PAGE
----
“Every second has a cost on our machines, and every second could win or lose a quote if we don’t have the most efficient process possible,” says Molly Keene, co-owner of Tek Manufacturing, in an interview with AMT. “You can lose a job by a few pennies, because at 10,000 parts per order, those pennies add up.”

Keep tabs on everything IMTS. Bookmark our IMTS 2018 page right here.

What’s On Tap for IMTS 2018? How Are the IMTS Pavilions Organized?

IMTS features nine industry pavilions, 20 major product groups and more than 350 product categories. AMT has organized the show to have industry focus in aerospace, automotive, machine shop, medical and power generation segments—as well as four other co-located areas in: integrated automation, motion and drives, surface technology, compressed air and vacuum, and industrial supply—which includes subcontracting, supply solutions and lightweight construction.

AMT has also organized the pavilions by manufacturing area and type. Here’s a quick list in alphabetical order of 10 IMTS 2018 pavilions and their locations at McCormick Place:

Abrasive Machining, Sawing and Finishing

See all the grinders, saws and polishing equipment at: North Building, Level 3.

Additive Manufacturing

See the new powder and extrusion materials and layered processes that build them in action at: West Building, Level 3.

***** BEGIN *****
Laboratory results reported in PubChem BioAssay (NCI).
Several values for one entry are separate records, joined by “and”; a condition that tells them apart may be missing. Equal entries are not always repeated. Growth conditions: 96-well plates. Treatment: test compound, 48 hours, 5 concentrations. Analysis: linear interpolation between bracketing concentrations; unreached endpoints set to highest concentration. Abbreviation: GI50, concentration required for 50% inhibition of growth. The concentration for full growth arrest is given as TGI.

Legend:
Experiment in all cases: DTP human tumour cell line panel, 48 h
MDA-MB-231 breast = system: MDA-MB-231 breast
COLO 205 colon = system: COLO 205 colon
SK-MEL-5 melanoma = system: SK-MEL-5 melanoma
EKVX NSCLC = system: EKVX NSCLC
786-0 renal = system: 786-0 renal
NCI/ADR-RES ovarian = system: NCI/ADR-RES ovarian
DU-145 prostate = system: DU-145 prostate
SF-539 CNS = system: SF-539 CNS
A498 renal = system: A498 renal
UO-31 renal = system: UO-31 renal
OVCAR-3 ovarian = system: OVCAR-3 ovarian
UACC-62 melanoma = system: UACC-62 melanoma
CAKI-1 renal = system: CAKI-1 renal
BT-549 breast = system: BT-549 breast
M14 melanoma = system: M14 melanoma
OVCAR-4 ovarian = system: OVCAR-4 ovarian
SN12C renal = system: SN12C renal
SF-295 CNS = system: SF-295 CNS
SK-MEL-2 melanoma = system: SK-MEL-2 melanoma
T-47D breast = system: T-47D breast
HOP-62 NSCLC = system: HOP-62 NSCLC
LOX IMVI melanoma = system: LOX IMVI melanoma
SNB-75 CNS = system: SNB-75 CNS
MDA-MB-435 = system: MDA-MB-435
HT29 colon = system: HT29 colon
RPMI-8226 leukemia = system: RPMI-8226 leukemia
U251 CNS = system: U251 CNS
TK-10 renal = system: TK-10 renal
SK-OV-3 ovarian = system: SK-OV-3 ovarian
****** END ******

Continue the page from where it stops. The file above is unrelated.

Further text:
Controls and CAD-CAM

Technology is at the heart of machining in 2018—and that means software, simulation, sensors and all the “smart manufacturing,” the internet of things and Industry 4.0 at: East Building, Level 2 and Level 3.

Electrical Discharge Machining (EDM)

See all the CNC wire EDM equipment and custom componentry at: East Building, Level 3.

Fabrication, Lasers

Here you’ll find all the in-process monitoring, multifunctional beam capabilities, and water jet-based machining—as well as applications of plasma, heat-treating equipment and metal treating at: North Building, Level 3.

Gear Generation

From hobbers to broaching and shavers, see gear equipment and innovations in abrasive machining at: North Building, Level 3.

Machine Components, Cleaning, Environmental

You’ll find mist collectors, purifiers, sumps and plant maintenance equipment, as well as materials handling and motion control equipment at: East Building, Level 2.

Metal Cutting

There is so much to see in this section, including CNC machining centers, turning centers, drilling, boring, milling and more—including a focus on interconnectivity of machines and metrics at: South Building, Level 3.

Quality Assurance

Metrology, gaging and tool monitoring matters. See it in action at: East Building, Level 3.

Tooling and Workholding Systems

See the new tools and systems designed to reduce setup times and help machines perform at peak levels—and see the innovations in metalworking fluids and coolants at: West Building, Level 3.


IMTS 2018: Conference Sessions

The IMTS Conference includes four “technical deep-dive” days of roughly 70 sessions from major tooling vendors and manufacturing specialists. Sessions vary from dispelling metal additive myths to improving spindle time with the right workholding to advanced grinding in aerospace. There is much to learn this year. Registration is required.